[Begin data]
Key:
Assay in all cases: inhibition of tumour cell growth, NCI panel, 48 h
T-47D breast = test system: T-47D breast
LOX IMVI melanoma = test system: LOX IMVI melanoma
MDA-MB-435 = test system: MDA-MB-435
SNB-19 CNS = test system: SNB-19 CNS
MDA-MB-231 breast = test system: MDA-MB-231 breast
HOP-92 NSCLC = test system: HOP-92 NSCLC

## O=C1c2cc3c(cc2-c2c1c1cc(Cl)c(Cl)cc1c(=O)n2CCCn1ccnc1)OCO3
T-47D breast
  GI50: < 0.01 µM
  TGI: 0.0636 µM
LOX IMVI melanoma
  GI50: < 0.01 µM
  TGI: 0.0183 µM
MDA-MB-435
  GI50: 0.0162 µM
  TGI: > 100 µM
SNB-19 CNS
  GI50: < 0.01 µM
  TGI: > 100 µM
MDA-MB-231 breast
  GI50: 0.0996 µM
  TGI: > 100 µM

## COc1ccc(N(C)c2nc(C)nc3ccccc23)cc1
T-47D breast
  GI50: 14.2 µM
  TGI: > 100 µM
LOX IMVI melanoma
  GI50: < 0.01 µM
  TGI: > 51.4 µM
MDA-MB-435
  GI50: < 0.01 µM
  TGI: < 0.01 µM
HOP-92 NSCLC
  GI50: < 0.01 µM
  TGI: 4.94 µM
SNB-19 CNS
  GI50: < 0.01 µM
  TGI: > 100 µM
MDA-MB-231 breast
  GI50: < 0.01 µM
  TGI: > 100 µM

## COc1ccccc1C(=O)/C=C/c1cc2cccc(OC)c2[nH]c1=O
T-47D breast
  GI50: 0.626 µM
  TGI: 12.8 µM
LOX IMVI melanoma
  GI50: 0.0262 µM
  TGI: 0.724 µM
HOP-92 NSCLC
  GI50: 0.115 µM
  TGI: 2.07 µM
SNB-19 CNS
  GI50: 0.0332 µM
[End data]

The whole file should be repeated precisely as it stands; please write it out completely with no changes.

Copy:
Key:
Assay in all cases: inhibition of tumour cell growth, NCI panel, 48 h
T-47D breast = test system: T-47D breast
LOX IMVI melanoma = test system: LOX IMVI melanoma
MDA-MB-435 = test system: MDA-MB-435
SNB-19 CNS = test system: SNB-19 CNS
MDA-MB-231 breast = test system: MDA-MB-231 breast
HOP-92 NSCLC = test system: HOP-92 NSCLC

## O=C1c2cc3c(cc2-c2c1c1cc(Cl)c(Cl)cc1c(=O)n2CCCn1ccnc1)OCO3
T-47D breast
  GI50: < 0.01 µM
  TGI: 0.0636 µM
LOX IMVI melanoma
  GI50: < 0.01 µM
  TGI: 0.0183 µM
MDA-MB-435
  GI50: 0.0162 µM
  TGI: > 100 µM
SNB-19 CNS
  GI50: < 0.01 µM
  TGI: > 100 µM
MDA-MB-231 breast
  GI50: 0.0996 µM
  TGI: > 100 µM

## COc1ccc(N(C)c2nc(C)nc3ccccc23)cc1
T-47D breast
  GI50: 14.2 µM
  TGI: > 100 µM
LOX IMVI melanoma
  GI50: < 0.01 µM
  TGI: > 51.4 µM
MDA-MB-435
  GI50: < 0.01 µM
  TGI: < 0.01 µM
HOP-92 NSCLC
  GI50: < 0.01 µM
  TGI: 4.94 µM
SNB-19 CNS
  GI50: < 0.01 µM
  TGI: > 100 µM
MDA-MB-231 breast
  GI50: < 0.01 µM
  TGI: > 100 µM

## COc1ccccc1C(=O)/C=C/c1cc2cccc(OC)c2[nH]c1=O
T-47D breast
  GI50: 0.626 µM
  TGI: 12.8 µM
LOX IMVI melanoma
  GI50: 0.0262 µM
  TGI: 0.724 µM
HOP-92 NSCLC
  GI50: 0.115 µM
  TGI: 2.07 µM
SNB-19 CNS
  GI50: 0.0332 µM